To not bother with the whole school mum expectation?

(139 Posts)
GozzipGirl Tue 22-Apr-14 20:06:19

My dd is starting school soon.

I have read all sorts on here about school gate fall outs / rows / weird play dates and Facebook fall outs between parents confused

When I was younger, I had my friends but my parents never arranged play dates or outings with the other parents. I went to school , mum picked me up and that was that.

I really don't want to get involved in all of the drama. I obviously chat to parents but it's more of hello / goodbye etc . I don't want to be arranging play dates or having kids for tea etc.

Does anyone else just keep themselves to themselves or AIBU to be a miserable sod?

I think it would be quite hard on your DD to never do play dates. You don't have to get involved in the drama.

I say hello to people and chat idly about the kids. But i dont swap numbers, i'm not on facebook and i dont arrange playdates or teatime visits.

Two school mums are more my cup of tea so i make arrangements like going to the park after school one day. I dont get involved in any tit for tat. And i quickly learned the later you can leave it to pick up the less scope there is to get embroiled in any shit.

Having said all that, it pays to be friendly to Everyone as a few times i've been stuck with party invites or my littlest dd was sick and having a few mums who will do a pick up/drop off is invaluable

Jollyphonics Tue 22-Apr-14 20:12:16

If you don't want to make friends with other school mums it's your decision, although I think you will be missing out. The cliques and drama I read about here have never been replicated in my own real life experience. I've met some really nice people at school.

However, I think YABVU to announce, before your DD even starts, that you won't be doing play-dates or having friends round for tea. She'll almost certainly be invited to friends' houses, and will want to invite her friends back. It seems unnecessarily cruel to deny her this, and she's likely to be the only child who doesn't do play-dates.

hotcrosshunny Tue 22-Apr-14 20:14:05

YABU. What about your dd? She might like play dates.

You have to realise surely that MN is not a complete reflection of real life. You never see AIBU to enjoy this play date or love meeting fellow mums etc.

People come on MN to moan and be nosey. Not to share the day to day stuff. So don't let that colour your thinking.

GozzipGirl Tue 22-Apr-14 20:16:15

Why do you think it would be hard on my dd to never do play dates?

Genuine question , not being snipey.

Dd has been attending a nursery since 18 months ild and we've never been invited to a play date etc. She sees her friends at nursery and that's it.

Hang on, your dd hasn't started school yet.

Wait til you start, don't assume anything and don't take what you've read on here as fact.

I've had three boys through primary and secondary and have never seen anh school playground bitching or cliqueyness.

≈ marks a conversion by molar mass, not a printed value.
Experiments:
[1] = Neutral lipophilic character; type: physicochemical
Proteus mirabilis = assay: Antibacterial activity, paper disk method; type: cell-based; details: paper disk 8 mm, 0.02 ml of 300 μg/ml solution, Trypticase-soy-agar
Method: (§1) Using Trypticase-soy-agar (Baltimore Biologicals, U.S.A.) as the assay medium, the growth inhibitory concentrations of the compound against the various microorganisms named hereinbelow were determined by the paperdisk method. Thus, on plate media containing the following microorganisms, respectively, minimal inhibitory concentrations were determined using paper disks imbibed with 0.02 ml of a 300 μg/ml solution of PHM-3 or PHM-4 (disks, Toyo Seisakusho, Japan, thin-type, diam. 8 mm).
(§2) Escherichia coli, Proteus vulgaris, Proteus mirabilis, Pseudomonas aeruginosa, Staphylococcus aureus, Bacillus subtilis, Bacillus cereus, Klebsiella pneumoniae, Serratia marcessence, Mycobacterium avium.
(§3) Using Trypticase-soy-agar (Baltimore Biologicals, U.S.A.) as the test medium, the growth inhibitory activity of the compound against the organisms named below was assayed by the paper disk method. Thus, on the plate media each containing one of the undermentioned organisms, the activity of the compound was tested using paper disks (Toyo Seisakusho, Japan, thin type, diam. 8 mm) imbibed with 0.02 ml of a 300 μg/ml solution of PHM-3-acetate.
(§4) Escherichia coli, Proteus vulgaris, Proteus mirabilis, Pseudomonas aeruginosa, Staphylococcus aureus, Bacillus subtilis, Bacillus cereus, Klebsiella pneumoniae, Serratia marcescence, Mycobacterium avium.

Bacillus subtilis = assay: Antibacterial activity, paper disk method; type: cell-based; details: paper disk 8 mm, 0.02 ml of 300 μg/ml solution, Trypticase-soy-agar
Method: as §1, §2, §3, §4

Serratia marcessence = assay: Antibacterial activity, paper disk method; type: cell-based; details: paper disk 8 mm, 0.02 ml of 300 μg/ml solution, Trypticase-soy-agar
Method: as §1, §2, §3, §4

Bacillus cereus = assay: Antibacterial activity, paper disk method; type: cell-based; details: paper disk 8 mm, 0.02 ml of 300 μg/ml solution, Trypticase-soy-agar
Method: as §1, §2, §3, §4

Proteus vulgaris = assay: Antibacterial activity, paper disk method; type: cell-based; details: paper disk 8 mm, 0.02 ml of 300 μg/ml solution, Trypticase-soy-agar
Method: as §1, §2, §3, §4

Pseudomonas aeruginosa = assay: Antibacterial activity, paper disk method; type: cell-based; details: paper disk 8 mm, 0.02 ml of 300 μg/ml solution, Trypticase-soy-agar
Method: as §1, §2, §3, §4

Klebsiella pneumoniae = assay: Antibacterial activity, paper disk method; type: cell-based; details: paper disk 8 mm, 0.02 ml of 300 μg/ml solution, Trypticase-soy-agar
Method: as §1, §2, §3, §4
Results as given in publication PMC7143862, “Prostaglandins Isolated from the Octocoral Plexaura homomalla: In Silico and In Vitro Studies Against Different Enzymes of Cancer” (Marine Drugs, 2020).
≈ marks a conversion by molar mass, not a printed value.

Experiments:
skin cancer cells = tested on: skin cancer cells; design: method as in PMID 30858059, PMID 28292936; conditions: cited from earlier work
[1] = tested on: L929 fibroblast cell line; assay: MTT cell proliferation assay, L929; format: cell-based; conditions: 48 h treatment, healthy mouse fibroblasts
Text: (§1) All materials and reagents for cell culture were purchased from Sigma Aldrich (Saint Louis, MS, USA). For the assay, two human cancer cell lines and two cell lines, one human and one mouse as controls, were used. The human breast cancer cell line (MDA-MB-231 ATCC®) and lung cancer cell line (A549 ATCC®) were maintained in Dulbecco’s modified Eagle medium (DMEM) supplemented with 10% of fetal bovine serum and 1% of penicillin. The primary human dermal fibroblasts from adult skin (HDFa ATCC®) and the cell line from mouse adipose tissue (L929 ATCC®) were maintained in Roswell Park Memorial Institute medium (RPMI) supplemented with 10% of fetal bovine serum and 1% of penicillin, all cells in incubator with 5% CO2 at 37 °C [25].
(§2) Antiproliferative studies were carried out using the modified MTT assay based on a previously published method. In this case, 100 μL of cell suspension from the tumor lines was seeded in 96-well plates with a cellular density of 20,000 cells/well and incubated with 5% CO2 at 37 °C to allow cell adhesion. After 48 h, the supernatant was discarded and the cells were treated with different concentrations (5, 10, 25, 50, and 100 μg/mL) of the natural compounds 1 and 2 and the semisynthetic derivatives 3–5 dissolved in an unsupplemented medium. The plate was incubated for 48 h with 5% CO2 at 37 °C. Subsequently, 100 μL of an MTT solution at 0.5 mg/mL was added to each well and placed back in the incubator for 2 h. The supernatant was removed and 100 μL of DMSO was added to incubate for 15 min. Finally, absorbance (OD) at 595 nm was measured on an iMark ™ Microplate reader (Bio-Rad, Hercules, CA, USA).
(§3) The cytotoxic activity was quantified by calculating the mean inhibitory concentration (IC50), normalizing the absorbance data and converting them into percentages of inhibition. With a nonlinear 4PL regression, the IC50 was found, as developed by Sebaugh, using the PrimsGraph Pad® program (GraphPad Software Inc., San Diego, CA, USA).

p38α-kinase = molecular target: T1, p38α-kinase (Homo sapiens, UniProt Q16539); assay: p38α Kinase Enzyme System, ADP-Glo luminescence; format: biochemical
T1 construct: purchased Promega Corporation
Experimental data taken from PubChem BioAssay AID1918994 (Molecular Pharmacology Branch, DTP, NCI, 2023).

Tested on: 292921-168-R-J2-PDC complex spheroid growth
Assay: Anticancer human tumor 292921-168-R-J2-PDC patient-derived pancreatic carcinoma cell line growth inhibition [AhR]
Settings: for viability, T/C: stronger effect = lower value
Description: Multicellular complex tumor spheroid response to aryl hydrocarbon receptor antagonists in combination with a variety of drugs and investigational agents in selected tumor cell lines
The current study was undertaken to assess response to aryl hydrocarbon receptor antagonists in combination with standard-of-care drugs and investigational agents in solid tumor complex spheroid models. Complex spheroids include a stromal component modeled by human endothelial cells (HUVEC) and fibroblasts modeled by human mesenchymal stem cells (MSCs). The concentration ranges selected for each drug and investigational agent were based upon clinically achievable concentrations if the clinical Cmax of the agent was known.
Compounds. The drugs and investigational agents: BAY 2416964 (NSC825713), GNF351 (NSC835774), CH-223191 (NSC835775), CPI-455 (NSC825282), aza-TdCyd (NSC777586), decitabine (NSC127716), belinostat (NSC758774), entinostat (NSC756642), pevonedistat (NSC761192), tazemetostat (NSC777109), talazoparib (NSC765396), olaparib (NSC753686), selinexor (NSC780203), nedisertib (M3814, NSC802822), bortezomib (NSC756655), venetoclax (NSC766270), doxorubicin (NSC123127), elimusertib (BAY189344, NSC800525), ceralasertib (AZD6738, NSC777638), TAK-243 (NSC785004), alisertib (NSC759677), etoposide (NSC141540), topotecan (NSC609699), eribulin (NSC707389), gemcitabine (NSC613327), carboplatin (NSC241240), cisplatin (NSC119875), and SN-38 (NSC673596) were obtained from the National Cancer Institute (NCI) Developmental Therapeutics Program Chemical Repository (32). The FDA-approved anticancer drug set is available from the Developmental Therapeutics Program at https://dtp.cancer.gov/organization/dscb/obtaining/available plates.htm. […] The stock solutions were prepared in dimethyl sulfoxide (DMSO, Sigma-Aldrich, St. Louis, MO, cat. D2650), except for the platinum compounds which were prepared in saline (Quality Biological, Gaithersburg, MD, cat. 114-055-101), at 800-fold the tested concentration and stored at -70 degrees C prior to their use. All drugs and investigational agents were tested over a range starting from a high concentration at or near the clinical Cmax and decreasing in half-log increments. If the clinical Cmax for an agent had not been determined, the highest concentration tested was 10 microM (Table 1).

Relax and take each day as they come.

SissySpacekAteMyHamster Tue 22-Apr-14 20:18:35

Good luck on not doing play dates. I get nagged to death by my daughter and have to arrange them just for peace! I have 3 children in school and have never been involved in any kind of drama.

Jollyphonics Tue 22-Apr-14 20:18:35

Also OP, do you work? If so, do you have rock-solid cast-iron child care arrangements? Because if you don't, you will find that having a network of school mum friends can be a life-saver. If you don't work, then what possible reason could you have for not having the time to have kids round for tea now and then?

I'm still baffled at why you wouldn't want your DD to have friends after school. It's not too much of an issue in the first couple of years, because they play with their friends much of the day anyway. But by the time they get to year 3 they're working most of the time, and they really want to have playing time with their friends out of school.

PollyWhittaker Tue 22-Apr-14 20:18:37

I've never seen cliques and quarrels among the parents at my children's school. By the time the children are in Y1 they start wanting to spend time after school and in the holidays with friends so unless she has friends in her street who all play outside together, this means play dates. And as a previous post said, it's handy if you know a couple of local parents well enough to be able to exchange favours like walking children to school when the parents are ill.

hotcrosshunny Tue 22-Apr-14 20:19:10

Play dates happen when they're older rarely at nursery.

Imagine being a little girl and never playing at friends houses or vice versa.

2blackcats2 Tue 22-Apr-14 20:19:12

Gozzip, it's nice for children to play with one another outside school. Didn't you ever have a friend round to play, or go to a friends house after school? Again, that's genuine!

I think limiting a child's social experiences to school and relatives can be limiting for the child, especially as they get older. I think 'play date' is a posh way of saying that a kid is coming round to play!